Spiritual abuse = abuse of power!

Again, the exact opposite of what the Church is called to... 

and unfortunately, that's still not all of it... when this type of thing does get exposed... here's the reaction from those in the Church  which again further harms those violated...   http://boz.religionnews.com/2015/12/11/an-unholy-alliance-when-mob-forgi...

I know, this is not stuff that we want to hear, again, it is very sobering, but the Church needs to hear it, because we are all guilty... pray about this, process it, ask God to show you His heart regarding this...  He is bringing abusive behavior into the light!

“Silence in the face of evil is itself evil: God will not hold us guiltless. Not to speak is to speak. Not to act is to act.”  Bonhoeffer

We need to boldly address this... we cannot stick our heads in the sands, and only listen to fables and fairytales, myths that make us feel good (2 Timothy 4:3-5)...  this is the truth coming into the light (SpotLIGHT), and it's time for the Church, to open our eyes and ears to the abuse we have allowed to continue by not addressing this in the light... and repent... and the longer it takes for us to acknowledge, confess and repent, the more harm that will happen and abuse be allowed to continue...  I realize this is not a message that we want to hear or believe, but right now, we are guilty of the same things the Pharisees are... making the cup look pretty on the outside, when there is filth and rottenness on the inside... and no denomination, including the CRC is exempt.

I understand the Church is not perfect and this isn't 100% the case true in every situation, but we can't use these as an excuse to not address this type of behavior in the Church...

http://www.relevantmagazine.com/god/church/what-not-say-someone-who-has-...

the world is doing a better job at holding leaders accountable than the Church does.  Part of leadership responsibility is to bring justice to those harmed, we have significantly failed in this area.  I wish I could say this is the exception rather than the rule, but when it comes to institutional leadership feeling threatened, it seems "damage control" and/or "non-disclosure" type agreements have become the rule...  water gate, Catholic Church, Sovereign Grace, Mars Hill/Mark Driscoll, Bill Gothard, Pat Tillman's death cover up (US Army), human trafficking (US gov't contractors in Bosnia), etc. and countless more that have never seen the light...  I recently had a friend who did the right thing, and reported abusive behavior of an elderly client by another employee at her job... she lost her job, for reporting it... bless her heart for doing the right thing!  I have a friend who has experienced these patterns and been intimidated, manipulated, deceived, discredited, spiritually abused, etc. by Church leadership and continues to be shut down in addressing this pattern of behavior, and when I shared the "unholy alliance" article with my friend, the reply was, "I find myself getting mad when I read this..... Because it's EXACTLY what they did!!" ...   abuse breeds so much evil!  and that is the EXACT opposite of what we, His Kingdom Church, are called to do.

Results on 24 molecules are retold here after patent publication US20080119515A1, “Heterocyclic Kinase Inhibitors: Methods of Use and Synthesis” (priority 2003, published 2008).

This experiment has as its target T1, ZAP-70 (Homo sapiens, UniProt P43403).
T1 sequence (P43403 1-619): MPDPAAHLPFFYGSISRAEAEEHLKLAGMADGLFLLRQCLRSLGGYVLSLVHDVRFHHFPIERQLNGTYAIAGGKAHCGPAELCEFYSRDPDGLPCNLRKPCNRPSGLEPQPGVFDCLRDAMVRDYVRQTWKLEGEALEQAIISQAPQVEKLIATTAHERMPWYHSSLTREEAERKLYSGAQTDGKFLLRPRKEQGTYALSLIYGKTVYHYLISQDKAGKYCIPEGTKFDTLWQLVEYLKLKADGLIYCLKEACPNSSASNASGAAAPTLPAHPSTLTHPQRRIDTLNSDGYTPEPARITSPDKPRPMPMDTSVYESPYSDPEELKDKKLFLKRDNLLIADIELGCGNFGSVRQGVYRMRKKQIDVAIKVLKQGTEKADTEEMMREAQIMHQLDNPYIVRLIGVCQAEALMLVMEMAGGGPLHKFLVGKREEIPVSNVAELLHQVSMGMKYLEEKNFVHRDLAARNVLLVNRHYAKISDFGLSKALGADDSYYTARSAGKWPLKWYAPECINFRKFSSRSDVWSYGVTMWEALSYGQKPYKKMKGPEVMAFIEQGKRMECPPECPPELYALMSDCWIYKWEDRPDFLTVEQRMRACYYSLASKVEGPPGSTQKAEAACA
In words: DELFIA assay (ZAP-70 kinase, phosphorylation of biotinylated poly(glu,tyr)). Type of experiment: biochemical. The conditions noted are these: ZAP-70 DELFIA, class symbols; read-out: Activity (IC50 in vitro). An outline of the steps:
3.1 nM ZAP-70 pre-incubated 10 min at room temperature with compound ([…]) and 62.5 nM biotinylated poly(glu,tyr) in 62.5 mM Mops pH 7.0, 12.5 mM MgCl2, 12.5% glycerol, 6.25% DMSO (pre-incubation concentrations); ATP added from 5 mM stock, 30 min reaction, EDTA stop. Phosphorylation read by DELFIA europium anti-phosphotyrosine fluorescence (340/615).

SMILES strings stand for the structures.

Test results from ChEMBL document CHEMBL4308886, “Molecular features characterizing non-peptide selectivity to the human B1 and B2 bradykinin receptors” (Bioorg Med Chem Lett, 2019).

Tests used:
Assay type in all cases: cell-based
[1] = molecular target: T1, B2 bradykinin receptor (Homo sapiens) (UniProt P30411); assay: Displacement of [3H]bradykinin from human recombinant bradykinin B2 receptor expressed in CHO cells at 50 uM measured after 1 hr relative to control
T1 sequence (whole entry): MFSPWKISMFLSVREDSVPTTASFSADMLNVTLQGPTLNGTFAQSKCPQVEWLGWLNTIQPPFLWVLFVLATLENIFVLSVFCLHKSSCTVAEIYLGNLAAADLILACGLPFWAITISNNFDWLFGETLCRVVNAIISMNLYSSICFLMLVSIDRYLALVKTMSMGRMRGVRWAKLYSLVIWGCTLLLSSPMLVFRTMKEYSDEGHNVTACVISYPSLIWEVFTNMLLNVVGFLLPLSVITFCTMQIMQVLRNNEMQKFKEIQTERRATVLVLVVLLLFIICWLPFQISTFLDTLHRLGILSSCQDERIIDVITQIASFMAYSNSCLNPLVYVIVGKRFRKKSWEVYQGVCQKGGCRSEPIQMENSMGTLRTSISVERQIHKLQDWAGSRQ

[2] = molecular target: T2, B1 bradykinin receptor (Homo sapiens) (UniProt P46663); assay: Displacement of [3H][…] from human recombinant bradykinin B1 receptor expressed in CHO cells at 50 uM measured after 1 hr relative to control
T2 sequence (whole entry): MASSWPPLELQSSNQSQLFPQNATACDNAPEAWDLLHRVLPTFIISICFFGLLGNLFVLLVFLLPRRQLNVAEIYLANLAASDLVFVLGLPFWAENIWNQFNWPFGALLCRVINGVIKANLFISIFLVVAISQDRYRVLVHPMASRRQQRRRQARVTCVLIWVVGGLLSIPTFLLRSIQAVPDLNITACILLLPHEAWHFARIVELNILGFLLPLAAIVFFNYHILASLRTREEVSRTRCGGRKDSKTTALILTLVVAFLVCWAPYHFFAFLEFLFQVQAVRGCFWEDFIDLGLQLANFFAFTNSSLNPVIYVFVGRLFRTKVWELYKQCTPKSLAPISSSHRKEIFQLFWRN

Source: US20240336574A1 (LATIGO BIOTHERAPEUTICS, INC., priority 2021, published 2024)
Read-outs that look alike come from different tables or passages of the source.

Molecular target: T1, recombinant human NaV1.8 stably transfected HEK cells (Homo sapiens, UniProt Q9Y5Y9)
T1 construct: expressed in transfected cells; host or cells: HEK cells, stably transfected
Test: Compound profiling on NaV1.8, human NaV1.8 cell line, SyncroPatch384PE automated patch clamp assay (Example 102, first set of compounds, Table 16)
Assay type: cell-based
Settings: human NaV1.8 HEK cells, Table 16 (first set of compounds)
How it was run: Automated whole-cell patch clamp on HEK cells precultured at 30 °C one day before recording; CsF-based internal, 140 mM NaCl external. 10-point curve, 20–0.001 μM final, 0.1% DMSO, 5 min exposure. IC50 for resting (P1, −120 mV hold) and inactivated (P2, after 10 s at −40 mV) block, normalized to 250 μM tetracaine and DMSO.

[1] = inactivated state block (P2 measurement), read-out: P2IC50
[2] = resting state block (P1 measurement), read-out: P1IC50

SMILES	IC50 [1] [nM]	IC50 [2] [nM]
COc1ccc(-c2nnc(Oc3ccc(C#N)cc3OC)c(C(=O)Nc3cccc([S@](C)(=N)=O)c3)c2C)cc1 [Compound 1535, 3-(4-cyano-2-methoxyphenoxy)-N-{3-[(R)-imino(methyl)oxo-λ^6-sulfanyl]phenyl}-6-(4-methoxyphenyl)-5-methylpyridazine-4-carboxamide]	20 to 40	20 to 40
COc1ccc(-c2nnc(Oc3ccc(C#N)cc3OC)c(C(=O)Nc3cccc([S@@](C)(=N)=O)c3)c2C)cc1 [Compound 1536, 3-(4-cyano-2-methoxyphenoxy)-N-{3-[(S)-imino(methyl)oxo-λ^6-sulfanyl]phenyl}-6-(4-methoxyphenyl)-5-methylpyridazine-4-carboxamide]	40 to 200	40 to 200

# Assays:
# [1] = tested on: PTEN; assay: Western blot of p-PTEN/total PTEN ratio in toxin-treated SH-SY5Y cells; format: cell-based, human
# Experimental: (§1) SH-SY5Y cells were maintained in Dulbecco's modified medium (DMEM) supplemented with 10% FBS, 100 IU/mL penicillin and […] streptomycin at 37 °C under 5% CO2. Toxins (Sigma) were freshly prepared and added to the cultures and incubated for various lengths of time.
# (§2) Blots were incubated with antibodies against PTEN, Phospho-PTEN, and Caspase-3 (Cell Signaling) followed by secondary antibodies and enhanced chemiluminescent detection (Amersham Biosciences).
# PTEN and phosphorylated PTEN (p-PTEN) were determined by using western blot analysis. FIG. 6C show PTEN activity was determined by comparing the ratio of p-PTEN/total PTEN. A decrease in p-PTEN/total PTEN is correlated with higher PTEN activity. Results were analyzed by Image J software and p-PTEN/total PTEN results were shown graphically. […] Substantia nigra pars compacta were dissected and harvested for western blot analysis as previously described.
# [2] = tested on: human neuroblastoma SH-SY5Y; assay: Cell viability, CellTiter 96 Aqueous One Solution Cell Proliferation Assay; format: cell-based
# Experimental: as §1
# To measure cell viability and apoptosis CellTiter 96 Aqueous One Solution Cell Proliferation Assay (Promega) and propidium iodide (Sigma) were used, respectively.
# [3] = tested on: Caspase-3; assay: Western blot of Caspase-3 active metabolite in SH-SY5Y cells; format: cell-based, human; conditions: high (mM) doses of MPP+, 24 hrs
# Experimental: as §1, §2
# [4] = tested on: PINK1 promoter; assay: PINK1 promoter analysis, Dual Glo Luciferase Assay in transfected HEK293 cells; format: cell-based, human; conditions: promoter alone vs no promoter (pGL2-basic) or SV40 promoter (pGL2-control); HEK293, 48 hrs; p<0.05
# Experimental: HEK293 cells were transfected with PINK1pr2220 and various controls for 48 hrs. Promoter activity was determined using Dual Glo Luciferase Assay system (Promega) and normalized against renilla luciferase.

we're not giving up on exposing this evil in the Church!  yes, it is hard, and leaders feel threatened...  but it is time to bring abuse, especially spiritual abuse/abuse of power into the light...  and this needs your help, your voice, your response.  We cannot stay silent. 

Our response starts with prayer and repentance, seeking God's heart and His ways for healing and choosing to walk in obedience to His ways...  If My people, who are called by My Name, will humble themselves, pray, seek My face and turn from their wicked ways, then, will I hear from heaven, forgive their sins, and heal their land.  and He will call us, His Church into action as part of that healing.  and He will call us into action as part of that healing..  This is my prayer for His Church... 

 

 

 

 

 

 

Thank you for your encouraging words.

Thanks, Bonnie, for your post Christmas advent reflection.  You suggest being hopeful as we wait for Christ to come in all his fullness.  We wait for the “not yet” even as we have experienced the “already.”  I hand it to you, Bonnie, that you have a very positive attitude toward one of the great difficulties and frustrations of the Christian faith, the expectant waiting for Christ’s return.

For the skeptic, he/she would call your expectant waiting unreasonable, beyond the scope of rational thinking. When do you finally give up and start realizing maybe this expectation is mere wishful thinking?